TCBES Symposium

14th Annual Tropical Conservation Biology and Environmental Science Symposium

Annual TCBES Symposium Kaiameaola Club presents "Ho'omau: Sustaining Communities & Ecosystems in our Changing Climate" Where: Campus Center 301 University of Hawai'i at Hilo When: April 11th-12th 9am-4:30pm

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The 14th Annual Tropical Conservation Biology and Environmental Science Symposium will be held on April 11th and 12th, 2024 from 9am-4:30pm at UH Hilo Campus Center 301. This years theme is "Ho'omau: Sustaining Communities & Ecosystems in our Changing Climate". In light of the tragedies that occured on Maui, we'd like to emphasize the importance of building up community and ecological resilience. This years theme reflects on the changes occurring to ecosystems, endemic species, and indigenous communities as anthropogenic climate change continues to exacerbate social and environmental concerns.

The TCBES Symposium and other events throughout the year are funded by proceeds from the annual TCBES Kaiameaola Silent Auction. All proceeds of the auction will go toward funding future club activities and events.

Please be sure to read the rules on the Silent Auction Page before bidding and mahalo for your support!


Abstract submission is closed. This is open to undergraduate, graduate, and professionals who would like to share their research. Please indicate if you are a student and would like to be eligible for the student awards. First place oral presentation will be eligible to win up to $100. You can choose any of the following options to showcase your work:

  • » 5-minute talk
    ideal for proposing research ideas, no data is required for this presentation.
  • » 10-minute talk
    a conference-length presentation, these talks are suitable for researchers to share the results of their work. We ask you to present in under 12 minutes and leave 3 minutes for questions and transition to the next speaker.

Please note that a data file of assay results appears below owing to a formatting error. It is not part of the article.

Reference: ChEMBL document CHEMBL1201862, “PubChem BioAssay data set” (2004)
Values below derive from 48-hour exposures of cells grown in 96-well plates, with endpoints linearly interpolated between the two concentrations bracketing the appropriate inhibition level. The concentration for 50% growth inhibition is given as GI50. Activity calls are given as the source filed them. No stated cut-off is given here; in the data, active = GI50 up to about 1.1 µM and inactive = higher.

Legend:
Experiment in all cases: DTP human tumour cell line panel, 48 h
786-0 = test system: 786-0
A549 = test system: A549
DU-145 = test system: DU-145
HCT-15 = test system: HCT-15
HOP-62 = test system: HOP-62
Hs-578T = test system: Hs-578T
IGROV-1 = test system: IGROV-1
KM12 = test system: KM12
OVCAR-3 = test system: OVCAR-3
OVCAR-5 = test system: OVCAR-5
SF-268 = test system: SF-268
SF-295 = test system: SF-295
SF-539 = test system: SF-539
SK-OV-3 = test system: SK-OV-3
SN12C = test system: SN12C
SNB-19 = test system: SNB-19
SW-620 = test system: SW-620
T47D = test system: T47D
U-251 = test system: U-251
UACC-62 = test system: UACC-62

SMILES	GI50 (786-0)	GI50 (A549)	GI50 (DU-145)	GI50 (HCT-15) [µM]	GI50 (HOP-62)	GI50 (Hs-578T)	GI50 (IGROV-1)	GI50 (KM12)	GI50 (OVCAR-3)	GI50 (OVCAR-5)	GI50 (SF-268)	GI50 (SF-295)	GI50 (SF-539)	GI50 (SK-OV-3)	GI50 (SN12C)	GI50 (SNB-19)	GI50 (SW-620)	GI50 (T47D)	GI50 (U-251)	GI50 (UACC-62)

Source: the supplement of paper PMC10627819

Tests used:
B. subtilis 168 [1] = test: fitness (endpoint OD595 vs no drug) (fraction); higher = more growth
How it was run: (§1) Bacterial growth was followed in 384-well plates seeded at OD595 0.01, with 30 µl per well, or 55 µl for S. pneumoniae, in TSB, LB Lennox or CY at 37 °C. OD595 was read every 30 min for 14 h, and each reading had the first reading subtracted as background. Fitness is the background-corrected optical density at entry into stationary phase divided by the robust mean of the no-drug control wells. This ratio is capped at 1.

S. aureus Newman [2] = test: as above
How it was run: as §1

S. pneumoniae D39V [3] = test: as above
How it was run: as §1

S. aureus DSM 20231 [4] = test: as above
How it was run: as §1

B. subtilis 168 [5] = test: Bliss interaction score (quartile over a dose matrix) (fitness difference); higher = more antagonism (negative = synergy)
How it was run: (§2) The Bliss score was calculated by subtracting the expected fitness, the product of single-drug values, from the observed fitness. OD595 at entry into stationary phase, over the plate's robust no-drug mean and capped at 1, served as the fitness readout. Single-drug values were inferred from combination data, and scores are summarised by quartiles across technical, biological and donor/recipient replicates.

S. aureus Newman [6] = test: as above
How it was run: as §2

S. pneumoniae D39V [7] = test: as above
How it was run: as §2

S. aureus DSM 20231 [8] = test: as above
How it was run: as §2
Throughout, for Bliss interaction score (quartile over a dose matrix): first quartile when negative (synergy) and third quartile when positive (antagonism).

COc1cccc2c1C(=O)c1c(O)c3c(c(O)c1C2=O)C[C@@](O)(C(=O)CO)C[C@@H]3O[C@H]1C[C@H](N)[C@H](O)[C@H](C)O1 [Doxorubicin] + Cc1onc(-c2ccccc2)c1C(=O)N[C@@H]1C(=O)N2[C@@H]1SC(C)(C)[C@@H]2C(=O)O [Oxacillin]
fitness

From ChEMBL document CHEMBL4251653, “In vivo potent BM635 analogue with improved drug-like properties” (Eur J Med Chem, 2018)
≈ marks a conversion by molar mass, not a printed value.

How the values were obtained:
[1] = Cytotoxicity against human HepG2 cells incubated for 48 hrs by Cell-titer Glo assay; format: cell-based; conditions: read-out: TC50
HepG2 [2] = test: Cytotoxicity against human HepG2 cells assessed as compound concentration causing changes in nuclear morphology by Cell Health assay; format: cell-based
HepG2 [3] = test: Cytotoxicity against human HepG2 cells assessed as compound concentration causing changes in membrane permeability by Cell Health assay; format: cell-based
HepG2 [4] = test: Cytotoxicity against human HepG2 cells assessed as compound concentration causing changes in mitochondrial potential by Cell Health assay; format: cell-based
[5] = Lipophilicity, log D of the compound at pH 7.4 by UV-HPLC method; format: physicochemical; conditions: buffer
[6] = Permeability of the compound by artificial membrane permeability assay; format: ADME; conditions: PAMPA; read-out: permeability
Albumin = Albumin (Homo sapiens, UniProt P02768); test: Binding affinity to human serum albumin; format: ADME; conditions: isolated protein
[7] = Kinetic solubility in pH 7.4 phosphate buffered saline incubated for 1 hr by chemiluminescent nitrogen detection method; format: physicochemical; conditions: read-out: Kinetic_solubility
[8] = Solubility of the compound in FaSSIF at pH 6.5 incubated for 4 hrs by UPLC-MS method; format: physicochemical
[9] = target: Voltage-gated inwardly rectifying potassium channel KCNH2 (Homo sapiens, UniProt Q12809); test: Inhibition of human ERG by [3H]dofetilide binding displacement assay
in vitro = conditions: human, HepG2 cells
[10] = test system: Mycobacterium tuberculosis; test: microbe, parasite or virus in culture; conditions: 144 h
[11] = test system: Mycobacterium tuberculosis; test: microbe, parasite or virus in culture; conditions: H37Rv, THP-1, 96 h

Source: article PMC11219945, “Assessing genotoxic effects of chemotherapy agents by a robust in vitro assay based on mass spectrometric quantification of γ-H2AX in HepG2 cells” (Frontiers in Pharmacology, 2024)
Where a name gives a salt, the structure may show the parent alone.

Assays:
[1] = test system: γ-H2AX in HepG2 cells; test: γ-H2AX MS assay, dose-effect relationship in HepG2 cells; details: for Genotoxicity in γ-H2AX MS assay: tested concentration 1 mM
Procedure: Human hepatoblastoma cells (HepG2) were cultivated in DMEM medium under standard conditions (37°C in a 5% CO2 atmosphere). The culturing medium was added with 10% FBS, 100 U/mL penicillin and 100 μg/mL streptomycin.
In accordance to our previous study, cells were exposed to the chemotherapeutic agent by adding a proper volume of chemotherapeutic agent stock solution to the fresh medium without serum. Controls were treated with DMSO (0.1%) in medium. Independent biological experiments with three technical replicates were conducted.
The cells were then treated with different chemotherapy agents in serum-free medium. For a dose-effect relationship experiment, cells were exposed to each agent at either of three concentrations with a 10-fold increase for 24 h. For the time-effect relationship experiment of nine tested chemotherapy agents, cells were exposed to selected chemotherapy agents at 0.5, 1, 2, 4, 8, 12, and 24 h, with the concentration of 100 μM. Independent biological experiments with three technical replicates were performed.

• » Poster presentation
    posters can be presented on completed projects, completed sections of an on-going project, or works-in-progress. There will be a special poster session on Thursday, April 28th from 3:30pm - 5:00pm. Posters should be no larger than 48 x 52 inches and must be printed. Students interested in bringing a poster, please work first with your advisor on funds for printing a poster. You may also contact an event organizer for printing questions.

For questions, please contact


Registration is closed.

Keynote Speakers

Thursday, April 11, 2024: Pelika Andrade

Headshot of Pelika Andrade A native Hawaiian born and raised on the island of Kaua'i, Pelima Andrade is a founder and Executive Director of Na Maka Onaona, a Hawai'i based non-profit, and an extension agent for the University of Hawai'i Sea Grant College Program. She has a long history working with Hawai'i communities throughout the archipelago as a community memeber, hoa'āina, and researcher. For the past 15 years, she has been developing alternate approaches to monitoring Hawai'i's watersheds and supporting implementation of management strategies that support 'Āina Momona: healthy, balanced, and thriving communities.